What are Team USA athletes — Olympians, Paralympians and hopefuls — up to when they're not competing? They're training. They're practicing. They're traveling to competitions and meets and games and tournaments. They're relaxing. They're getting engaged and married and having children. They're taking hard-earned vacations. Or retiring. Or coping with the raw emotions that come from losing and winning. And they're sharing. Through the reach of social media, we're able to follow along on their often extraordinary journeys. We'll catch you up each week on what's "Red, White & Trending."
Opening Day brings with it so much hope in so many MLB cities. And it also, in an Olympic year, often means some fantastic Team USA cameos. In this case, congratulations are in order for two-time slopestyle skiing medalist Nick Goepper, an avowed Reds fan who earned bronze in Sochi and silver this past winter in PyeongChang, Olympic women’s hockey gold medalist Haley Skarupa, plus a couple of her teammates in Brianna Decker, Meghan Duggan and Amanda Pelkey, along with luger Chris Mazdzer, Olympic gymnastics champion Aly Raisman, and Paralympians Dan Cnossen and Jake Adicoff.
Tonight we welcomed Haley Skarupa, a Rockville, Md. native and member of the 2018 gold medal-winning @usahockey Women’s Hockey team, to throw the ceremonial first pitch. Nice job, Haley! #Birdland pic.twitter.com/UgJqEBZaPW— Baltimore Orioles (@Orioles) April 1, 2018
Opening Day at Fenway had a distinct Team USA flair, too.
Three-time Olympic bobsledder Nick Cunningham may not have been in attendance, but he made sure to show off his allegiances.
While unseasonably cold temperatures — along with surprise snow — have greeted so many of us early this spring, this past weekend brought with it one of the most photo-friendly weekends on the calendar. Take it away, Team USA, with your family gatherings, your super-cute kid pics, your walks down memory lane and your completely normal egg-painting of curling stars …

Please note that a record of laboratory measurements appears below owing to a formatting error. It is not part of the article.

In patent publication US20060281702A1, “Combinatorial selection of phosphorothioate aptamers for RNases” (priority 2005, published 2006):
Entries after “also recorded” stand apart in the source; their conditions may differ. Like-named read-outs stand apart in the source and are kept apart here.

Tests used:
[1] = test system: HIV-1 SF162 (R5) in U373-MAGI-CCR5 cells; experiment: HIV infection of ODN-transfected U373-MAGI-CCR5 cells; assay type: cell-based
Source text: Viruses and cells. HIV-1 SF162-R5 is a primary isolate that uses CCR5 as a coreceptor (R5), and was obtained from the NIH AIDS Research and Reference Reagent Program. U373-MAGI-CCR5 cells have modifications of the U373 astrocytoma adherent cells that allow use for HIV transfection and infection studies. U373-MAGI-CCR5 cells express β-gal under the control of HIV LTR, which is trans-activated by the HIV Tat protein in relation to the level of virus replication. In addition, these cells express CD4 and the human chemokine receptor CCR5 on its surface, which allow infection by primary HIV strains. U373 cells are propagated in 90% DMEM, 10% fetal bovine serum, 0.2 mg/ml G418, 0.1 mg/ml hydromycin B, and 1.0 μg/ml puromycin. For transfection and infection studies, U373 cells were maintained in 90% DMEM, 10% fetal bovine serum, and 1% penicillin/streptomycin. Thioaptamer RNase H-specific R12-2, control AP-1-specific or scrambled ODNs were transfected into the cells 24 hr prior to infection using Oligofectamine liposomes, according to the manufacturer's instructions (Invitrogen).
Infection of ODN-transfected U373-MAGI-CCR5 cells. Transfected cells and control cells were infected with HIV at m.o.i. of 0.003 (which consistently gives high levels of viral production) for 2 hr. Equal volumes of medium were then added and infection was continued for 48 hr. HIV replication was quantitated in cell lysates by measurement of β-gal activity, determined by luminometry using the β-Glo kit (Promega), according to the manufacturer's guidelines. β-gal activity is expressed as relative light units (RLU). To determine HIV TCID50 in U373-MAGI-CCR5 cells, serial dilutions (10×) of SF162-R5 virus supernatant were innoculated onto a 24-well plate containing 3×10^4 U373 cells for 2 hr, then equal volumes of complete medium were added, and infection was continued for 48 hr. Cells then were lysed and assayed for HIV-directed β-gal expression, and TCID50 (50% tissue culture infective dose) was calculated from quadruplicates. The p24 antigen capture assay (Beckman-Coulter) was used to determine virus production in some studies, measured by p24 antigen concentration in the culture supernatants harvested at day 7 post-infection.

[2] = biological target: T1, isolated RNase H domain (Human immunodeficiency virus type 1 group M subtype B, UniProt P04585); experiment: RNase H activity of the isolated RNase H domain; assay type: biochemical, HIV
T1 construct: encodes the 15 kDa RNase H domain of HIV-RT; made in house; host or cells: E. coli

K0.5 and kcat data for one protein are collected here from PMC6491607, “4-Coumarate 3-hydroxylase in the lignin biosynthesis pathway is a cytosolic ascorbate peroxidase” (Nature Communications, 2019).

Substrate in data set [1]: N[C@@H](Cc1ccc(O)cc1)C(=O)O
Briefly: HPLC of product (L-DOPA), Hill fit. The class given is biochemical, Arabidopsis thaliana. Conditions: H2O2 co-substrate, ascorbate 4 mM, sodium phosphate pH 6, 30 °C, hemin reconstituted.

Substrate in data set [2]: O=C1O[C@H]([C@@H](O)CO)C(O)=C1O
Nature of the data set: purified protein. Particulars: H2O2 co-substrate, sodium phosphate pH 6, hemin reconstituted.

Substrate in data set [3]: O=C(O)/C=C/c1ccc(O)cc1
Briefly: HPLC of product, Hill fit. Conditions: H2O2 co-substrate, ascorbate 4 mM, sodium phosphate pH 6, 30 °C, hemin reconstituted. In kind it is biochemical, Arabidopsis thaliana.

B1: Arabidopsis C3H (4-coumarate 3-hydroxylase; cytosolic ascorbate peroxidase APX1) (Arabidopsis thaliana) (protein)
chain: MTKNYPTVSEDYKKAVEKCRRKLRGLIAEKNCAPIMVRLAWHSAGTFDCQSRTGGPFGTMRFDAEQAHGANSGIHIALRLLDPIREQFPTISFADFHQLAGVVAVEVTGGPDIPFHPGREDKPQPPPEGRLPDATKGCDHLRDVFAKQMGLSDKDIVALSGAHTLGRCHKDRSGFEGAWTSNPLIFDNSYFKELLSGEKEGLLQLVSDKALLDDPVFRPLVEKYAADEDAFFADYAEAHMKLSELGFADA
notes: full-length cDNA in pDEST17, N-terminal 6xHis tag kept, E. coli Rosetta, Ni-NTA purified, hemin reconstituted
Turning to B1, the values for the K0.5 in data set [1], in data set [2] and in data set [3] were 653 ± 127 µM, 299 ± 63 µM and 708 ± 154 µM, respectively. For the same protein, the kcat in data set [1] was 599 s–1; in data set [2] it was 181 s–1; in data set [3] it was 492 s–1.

Love that he believes. Happy early Easter everyone!! ❤️ pic.twitter.com/xVxKZ3yt7c— Kara Goucher (@karagoucher) April 1, 2018
Olivia wishes a Happy Easter to everybunny! pic.twitter.com/vjuGdVGzCn— Jessica Hardy (@swimhardy) April 1, 2018
Every little girls easter basket... pic.twitter.com/lGe8LaJWuZ— Brianne McLaughlin (@BrianneMcL) April 1, 2018
Happy Easter! 🐣🐰~Love the Taylors 😎 pic.twitter.com/5pEUWjAsdp— Elana Meyers Taylor OLY (@eamslider24) April 1, 2018
And, finally, a curling twist …
… or two …
Speaking of curling. … The warm welcome-back the Olympic champion men’s curling team has enjoyed since returning from PyeongChang continues, and rightfully so. As the authors of one of the Games’ great Team USA tales, those stories are meant to last. This, however, would qualify as one of the more otherworldly epilogues.
And this is happening! @MattJamilton sliding one of our touchable #meteorites and finding that it’s density-mass distribution is a just a bit different from usual #Curling stones... @ASUMeteorites @TeamShuster @Shoostie2010 @Isotope_Dan #VegasRocks @LVCurlingRocks #STEM pic.twitter.com/TuLQK3qAeY— Meenakshi Wadhwa (@minwadhwa) March 31, 2018
He Still Has It
After all these years, Olympic snowboarding champion Shaun White still knows his way around a skate park.
What next? For three-time Olympian and Massachusetts native Shalane Flanagan, the Boston Marathon represents another opportunity. At the New York City Marathon this past November, Flanagan became the first Team USA woman to win the event in 40 years. The smiling that followed could also have made for an ideal swan song. But one of the most successful runners in this country’s history isn’t ready to go quietly just yet. Particularly not in Boston, where the marathon hasn’t always finished the way she would have liked. Look out, Boston, Flanagan will be back.